THE MOVE by the Department of Energy (DoE) to allow full foreign ownership of biomass power plants has done little to attract more investments in projects involving the renewable energy technology, local developers said.

“Only if there is FiT (feed-in tariff),” Don Mario Y. Dia, president of Biomass Renewable Energy Alliance, Inc. (BREA), told reporters last week when asked on the impact of the DoE move.

FiT is the guaranteed rate awarded by the government agency to early movers in the renewable energy (RE) space.

Developers who build RE power plants within a set deadline receive the subsidized tariff for their output, which is usually higher than market rates.

“How can you attract foreign investors, ang titingnan nila (what they are looking for are) what are the incentives behind it,” said Mr. Dia, who is also vice-chairman of Negros Island Biomass Holdings, Inc.

The holding firm has lined up three biomass projects on Negros island for inclusion in the government’s FiT program.

Alberto R. Dalusung III, who has served as consultant for biomass projects, said foreign investors are looking for certainty.

“They look for a power supply agreement (PSA). The FiT is the power supply agreement,” he said.

PSAs are contracts between power plant developers and “off-takers” of their energy output, mostly power distribution companies. These contracts include their agreed rate for each kilowatt-hour sold.

“The companies are going elsewhere in Southeast Asia,” Mr. Dalusung added.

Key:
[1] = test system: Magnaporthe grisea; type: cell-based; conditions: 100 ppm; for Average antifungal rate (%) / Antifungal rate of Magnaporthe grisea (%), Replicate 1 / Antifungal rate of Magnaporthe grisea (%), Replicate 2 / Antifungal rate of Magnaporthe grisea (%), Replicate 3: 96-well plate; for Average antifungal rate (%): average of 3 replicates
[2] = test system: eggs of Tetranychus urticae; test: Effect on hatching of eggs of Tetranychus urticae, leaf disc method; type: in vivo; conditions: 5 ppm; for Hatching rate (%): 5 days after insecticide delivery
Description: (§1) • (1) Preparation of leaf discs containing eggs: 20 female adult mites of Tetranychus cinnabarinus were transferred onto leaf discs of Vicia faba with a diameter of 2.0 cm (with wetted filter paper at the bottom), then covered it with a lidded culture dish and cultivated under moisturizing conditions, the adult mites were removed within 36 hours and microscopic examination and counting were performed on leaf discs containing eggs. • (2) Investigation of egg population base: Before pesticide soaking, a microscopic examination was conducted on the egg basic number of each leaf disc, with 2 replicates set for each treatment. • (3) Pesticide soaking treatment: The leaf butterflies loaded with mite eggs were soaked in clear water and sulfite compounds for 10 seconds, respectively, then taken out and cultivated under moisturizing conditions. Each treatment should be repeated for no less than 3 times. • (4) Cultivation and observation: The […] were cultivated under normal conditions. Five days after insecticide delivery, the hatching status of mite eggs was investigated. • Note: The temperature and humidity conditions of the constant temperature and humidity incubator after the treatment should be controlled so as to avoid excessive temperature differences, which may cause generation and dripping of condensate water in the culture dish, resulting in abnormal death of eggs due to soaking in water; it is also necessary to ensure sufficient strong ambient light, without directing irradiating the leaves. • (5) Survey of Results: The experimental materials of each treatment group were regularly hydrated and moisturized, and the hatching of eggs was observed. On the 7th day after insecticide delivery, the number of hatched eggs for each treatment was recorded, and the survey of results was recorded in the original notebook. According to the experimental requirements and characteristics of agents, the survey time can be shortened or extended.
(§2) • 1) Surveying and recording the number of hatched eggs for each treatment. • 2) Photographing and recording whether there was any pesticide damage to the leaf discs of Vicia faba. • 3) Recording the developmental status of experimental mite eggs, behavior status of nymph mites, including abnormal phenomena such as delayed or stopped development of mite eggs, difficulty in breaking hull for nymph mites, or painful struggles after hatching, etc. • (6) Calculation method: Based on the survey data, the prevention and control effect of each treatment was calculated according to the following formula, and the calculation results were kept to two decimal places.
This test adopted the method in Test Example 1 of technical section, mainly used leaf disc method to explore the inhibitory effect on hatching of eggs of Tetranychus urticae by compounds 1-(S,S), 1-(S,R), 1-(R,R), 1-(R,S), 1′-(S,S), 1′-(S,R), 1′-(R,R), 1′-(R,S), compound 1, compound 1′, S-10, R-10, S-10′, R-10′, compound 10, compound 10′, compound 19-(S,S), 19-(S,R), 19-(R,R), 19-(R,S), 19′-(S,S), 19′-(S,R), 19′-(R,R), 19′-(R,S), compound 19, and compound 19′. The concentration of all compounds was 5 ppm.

LOCALS LOOKING ELSEWHERE
Mr. Dia said even local companies are investing overseas in markets that are awarding feed-in tariff to developers such as Vietnam and Myanmar.

He described BREA as the most representative organization for the biomass industry.

In the Philippines, the FiT scheme for biomass has a capacity installation target of 250 megawatts. Developers were in a race to complete their projects before the end-2017 deadline to avail of the subsidized rate.

However, deadline came with the full subscription to the installation target.

This prompted the DoE to agree to the scheme’s extension to end-2019 or upon successful commissioning of projects covering the unsubscribed balance of the target, whichever comes first.

Mr. Dia said about 10 companies would go over the installation target set by the DoE.

In October, the DoE announced that it had opened biomass energy development to full foreign ownership to encourage the growth of the sector that has lured only a few investors even after the FiT scheme gave them a fixed and subsidized rate for their power output.

“In these new guidelines, we opened up the biomass sector to foreign corporations,” Marissa P. Cerezo, director at the department’s Renewable Energy Management Bureau, had said, adding that the DoE has done away with the previous 60%-40% ownership rule in favor of Filipinos.

She said the reason for allowing foreign ownership in biomass development is that the bureau believes this project does not use a natural resource, hence, no foreign ownership limit should apply.

Biomass energy projects use agricultural waste to produce energy. The DoE has also classified waste-to-energy projects under biomass development, thus widening the sector’s scope.

“We don’t have the local technology on biomass yet so with this policy opening up to foreign companies, we believe that a lot more foreign companies will engage in biomass development or waste-to-energy development,” she said. — Victor V. Saulon